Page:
Ridere, ludere, hoc est vivere.

Saturday, November 23, 2013

Saturday afternoon Triumvirate

Joe C. (l.) and Frank H.
My friends Joe C. and Frank H. joined me this afternoon for my favorite three-player game of all time, The End of the Triumvirate (designers Johannes Ackva and Max Gabrian, artist Andrea Boekhoff, publisher Z-Man Games).  Frank had played twice before, but it was Joe's first time.  We went over the rules, and he picked it right up.  Joe drew Caesar, Frank was Crassus, and I played Pompeius.  Joe keyed on the significance of the political competence and pushed himself immediately down that track, although Frank kept up with him and bought votes early.  I tried to bolster my military position and thought I'd left my civil servant adequately defended.  Joe proved me wrong and took it from me on, I think, the fourth turn, and I was never able to recover another one.  Frank maintained his political lead and won the first election.

I got into an odd cycle where I was getting almost all my supplies on every other turn and almost none on the turns in between.  We had all taken up fairly defensive positions on the map, with the result that the supply of legions ran out and no one attacked each other for several turns in a row.  That meant that the game was going to be won with money.  I got greedy and made a big push for the competence victory, ignoring the political situation.  Joe was actually within striking distance of six votes in the senate, and Frank was only able to bribe one senator away from him.  Joe was able to come up with enough money on the next turn to make the final push to six votes and get the instant political victory.
Final position.  Legions everywhere, but Caesar controls the Senate.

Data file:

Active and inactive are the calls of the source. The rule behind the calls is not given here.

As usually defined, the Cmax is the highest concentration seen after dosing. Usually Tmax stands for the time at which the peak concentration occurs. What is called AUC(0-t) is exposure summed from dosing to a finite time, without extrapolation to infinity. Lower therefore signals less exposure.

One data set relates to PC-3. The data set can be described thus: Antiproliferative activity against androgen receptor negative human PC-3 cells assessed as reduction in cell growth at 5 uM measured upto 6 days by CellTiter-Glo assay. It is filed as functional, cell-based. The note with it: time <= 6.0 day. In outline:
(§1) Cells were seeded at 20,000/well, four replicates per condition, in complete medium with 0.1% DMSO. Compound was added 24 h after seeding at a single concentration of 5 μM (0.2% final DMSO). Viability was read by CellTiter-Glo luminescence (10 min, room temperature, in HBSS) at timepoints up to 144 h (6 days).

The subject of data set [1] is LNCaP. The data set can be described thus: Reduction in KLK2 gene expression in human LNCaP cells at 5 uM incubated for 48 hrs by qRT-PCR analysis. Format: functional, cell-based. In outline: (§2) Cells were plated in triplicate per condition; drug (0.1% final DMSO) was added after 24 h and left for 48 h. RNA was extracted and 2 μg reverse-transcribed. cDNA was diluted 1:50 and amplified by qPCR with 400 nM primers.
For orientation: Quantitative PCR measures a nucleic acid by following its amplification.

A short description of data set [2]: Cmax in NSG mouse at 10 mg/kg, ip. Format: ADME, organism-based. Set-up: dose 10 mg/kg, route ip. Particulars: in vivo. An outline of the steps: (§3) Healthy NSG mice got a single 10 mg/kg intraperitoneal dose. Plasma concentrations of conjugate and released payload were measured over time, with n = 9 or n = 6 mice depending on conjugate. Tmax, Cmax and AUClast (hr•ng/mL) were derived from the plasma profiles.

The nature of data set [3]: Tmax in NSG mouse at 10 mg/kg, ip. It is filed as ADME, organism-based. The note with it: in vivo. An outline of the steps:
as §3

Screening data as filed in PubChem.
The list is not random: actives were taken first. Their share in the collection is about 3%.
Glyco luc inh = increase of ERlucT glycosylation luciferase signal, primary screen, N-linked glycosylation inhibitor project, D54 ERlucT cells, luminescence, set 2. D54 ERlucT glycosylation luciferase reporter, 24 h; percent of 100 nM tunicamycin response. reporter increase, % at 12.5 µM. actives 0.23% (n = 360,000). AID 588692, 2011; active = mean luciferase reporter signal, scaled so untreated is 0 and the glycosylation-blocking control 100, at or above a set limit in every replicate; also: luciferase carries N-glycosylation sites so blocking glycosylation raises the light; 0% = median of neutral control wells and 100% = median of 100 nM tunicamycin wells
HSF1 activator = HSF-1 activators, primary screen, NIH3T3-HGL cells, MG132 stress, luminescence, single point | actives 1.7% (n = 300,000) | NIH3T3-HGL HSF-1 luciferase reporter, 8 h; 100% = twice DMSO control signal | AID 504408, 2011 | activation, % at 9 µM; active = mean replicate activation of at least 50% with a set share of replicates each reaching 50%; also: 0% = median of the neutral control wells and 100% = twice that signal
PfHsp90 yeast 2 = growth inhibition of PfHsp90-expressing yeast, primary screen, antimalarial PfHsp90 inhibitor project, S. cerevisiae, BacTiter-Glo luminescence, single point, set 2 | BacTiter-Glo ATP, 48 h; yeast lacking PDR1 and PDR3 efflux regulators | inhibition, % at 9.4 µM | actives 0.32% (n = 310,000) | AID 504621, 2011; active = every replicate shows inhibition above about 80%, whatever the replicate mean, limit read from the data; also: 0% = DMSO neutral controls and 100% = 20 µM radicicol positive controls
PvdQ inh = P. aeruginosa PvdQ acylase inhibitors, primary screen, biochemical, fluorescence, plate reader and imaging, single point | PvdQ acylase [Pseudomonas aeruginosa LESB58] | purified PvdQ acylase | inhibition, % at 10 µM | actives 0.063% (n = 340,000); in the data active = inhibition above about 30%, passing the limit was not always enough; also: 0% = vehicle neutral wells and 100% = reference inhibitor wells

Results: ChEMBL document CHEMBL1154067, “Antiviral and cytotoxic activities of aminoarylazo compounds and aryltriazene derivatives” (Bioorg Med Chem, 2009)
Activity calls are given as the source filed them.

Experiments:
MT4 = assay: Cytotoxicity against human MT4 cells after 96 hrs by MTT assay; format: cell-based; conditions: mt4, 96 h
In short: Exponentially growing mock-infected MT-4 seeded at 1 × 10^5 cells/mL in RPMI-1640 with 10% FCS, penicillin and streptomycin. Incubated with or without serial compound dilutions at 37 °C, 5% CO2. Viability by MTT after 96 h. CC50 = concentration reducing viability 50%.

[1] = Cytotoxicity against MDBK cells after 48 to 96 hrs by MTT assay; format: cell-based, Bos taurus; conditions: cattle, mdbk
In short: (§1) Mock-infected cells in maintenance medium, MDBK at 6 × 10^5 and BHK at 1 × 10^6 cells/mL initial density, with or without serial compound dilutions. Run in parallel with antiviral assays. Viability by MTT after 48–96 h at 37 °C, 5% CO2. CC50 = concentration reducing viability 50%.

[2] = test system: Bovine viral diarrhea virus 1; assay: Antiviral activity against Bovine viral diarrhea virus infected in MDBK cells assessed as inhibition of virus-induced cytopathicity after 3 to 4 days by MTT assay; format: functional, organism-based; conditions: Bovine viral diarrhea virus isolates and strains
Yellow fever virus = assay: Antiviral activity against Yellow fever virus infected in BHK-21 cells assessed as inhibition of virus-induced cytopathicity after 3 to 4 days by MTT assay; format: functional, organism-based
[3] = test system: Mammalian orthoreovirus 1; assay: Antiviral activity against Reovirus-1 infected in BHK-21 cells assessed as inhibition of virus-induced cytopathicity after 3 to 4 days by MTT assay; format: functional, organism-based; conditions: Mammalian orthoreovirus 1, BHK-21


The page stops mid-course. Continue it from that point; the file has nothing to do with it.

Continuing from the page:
I am a victim of my own inattentiveness, and more and more I've come to appreciate the importance of keeping your eye on all aspects of this game.  More than once I've neglected the political situation and allowed an opponent to sneak in and buy up the votes they've needed.

Another aspect of the game that I still need to learn is the geography of the map.  As Joe pointed out, every province touches water, which means everything is reachable - but some things are more accessible than others.  For example, Gallia Cisalpina is adjacent to both seas plus three provinces - Italia, Gallia Narbonensis, and Illyricum.  Likewise Africa borders both seas plus Sicilia, Africa Nova, and Cyrenaica.  I think that makes them the two most central and accessible provinces on the map.  Hispania Ulterior, on the other hand, accumulates legions but is difficult to get to and retrieve them.  Africa Nova is the same way about money.  So the bottom line is that I feel I need to figure out how to take best advantage of the geography.


  1. Good game, and one I'd like to play more often. I still think a military victory is darn near impossible, though. I look at that game board and think some nice painted miniatures might spruce it up a bit.

  2. I agree with you about the military victory. I keep meaning to research whether anyone has written about that.

    Miniatures. Hmmm.....

  3. Always a fun game. I remember there are a max of 4 elections (and thus a max game length). How many turns are there per election?

  4. There are seven turns prior to each election. The turn counter increments after each player, so that Caesar has the first, fourth, and seventh turns, Pompeius the second and fifth, and Crassus the third and sixth. Then after the first election, Pompeius gets the first, fourth, and seventh turns, Crassus the second and fifth, and Caesar the third and sixth. So it rotates for each election with one player getting three turns (and losing the election tie-breaker) and the others getting two.